Kennett Square officials allow residents to own chickens

Photo by Fran Maye Rusty Drumheller, Kennett Square zoning officer, talks to council about the new ordinance allowing chickens in the borough.


Kennett Square council Monday night adopted an ordinance amendment allowing property owners to keep a maximum of four chickens on their property, while banning roosters.

The action is in response to complaints earlier this year from residents that chickens were running wild in neighborhoods.

“Hopefully, this is an ordinance that can satisfy everybody,” said Rusty Drumheller, zoning officer. “I think we came up with a pretty good ordinance.”


The new ordinance permits the ownership of chickens, hens, pheasants, turkeys, quail and guiney fowl. There must be at lease three sauare feet per fowl, and must be kept in an enclosed, outdoor shelter at night, cannot be on a property owner’s front yard and can be no closer than 15 feet to the property line.

Counselor Dan Maffei said chickens are permitted in cities like York, Harrisburg, Philadelphia, Reading and even New York City.

Maffei wanted the ordinance to stipulate that only chickens be permitted, saying guiney fowl can be quite noisy. However, other counselors felt that residents had the right to own turkeys or quail since some people raise them for their eggs.

Fowl may not be slaughtered on residential property, unless permission is granted from the county health department. There had been instances of Kennett residents killing chickens on their property, and officials were powerless to stop it.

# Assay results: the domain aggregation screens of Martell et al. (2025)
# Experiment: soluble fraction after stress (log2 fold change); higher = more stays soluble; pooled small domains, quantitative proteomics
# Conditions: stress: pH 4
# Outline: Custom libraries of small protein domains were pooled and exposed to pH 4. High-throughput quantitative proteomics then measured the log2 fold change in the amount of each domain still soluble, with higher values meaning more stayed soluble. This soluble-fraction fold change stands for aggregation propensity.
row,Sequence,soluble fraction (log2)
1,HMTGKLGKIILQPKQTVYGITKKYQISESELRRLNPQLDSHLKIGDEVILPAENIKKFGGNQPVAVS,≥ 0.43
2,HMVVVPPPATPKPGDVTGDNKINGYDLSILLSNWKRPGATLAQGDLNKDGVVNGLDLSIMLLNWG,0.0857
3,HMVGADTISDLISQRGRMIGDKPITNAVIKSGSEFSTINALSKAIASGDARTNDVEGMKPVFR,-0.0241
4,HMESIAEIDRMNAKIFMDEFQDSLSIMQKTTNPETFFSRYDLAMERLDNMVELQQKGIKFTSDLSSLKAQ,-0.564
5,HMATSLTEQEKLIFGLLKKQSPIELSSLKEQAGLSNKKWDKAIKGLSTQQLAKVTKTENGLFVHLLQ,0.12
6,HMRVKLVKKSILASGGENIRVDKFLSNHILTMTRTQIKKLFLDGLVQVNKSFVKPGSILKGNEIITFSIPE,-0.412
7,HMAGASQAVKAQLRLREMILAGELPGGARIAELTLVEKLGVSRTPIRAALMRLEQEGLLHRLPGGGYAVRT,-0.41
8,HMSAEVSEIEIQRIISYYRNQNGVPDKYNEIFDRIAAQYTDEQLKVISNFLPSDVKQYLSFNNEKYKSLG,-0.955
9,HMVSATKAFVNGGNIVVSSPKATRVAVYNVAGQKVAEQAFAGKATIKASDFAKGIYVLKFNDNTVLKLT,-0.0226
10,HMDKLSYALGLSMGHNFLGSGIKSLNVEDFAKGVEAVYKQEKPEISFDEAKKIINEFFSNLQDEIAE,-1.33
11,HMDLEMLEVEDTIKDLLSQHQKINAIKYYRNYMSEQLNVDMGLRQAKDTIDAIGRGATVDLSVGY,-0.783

Drumheller, who raises chickens as a hobby, said a single chicken can lay about 300 eggs per year, and four chickens do not produce an unusual amount of manure.

There is a provision in the ordinance amendment that allows officials to remove fowl that become a nuisance to neighbors.

Robert Whiteside, who in February complained to council about the problem saying the chicken problem was “tearing this town apart,” said he was satisfied with the language in the ordinance, but he would have preferred if council only allowed turkey ownership for a few days before Thanksgiving.

John Thomas, former counselor, called the ordinance a nice compromise.

“I would surely hope that all council do as much research on all problems in this borough as you gave to chickens,” he said.

A resident of Scarlett Avenue told council she was happy that roosters were being banned from town because two of them wake her up every morning.

The ordinance was adopted with an amendment by council that heating sources may be used, not must be used. Chickens cannot lay eggs when the weather gets cold, but they can easily survive in sub-freezing temperatures.